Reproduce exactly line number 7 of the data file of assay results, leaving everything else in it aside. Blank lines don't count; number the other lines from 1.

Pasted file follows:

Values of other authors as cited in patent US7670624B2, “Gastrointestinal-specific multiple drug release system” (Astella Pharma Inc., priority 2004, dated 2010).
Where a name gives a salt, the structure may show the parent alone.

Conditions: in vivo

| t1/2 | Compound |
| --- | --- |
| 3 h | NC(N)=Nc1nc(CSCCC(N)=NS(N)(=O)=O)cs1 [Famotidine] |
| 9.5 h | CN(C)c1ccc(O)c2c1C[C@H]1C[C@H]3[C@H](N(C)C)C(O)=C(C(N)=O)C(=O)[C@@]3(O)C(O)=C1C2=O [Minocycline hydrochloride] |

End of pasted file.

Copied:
| 9.5 h | CN(C)c1ccc(O)c2c1C[C@H]1C[C@H]3[C@H](N(C)C)C(O)=C(C(N)=O)C(=O)[C@@]3(O)C(O)=C1C2=O [Minocycline hydrochloride] |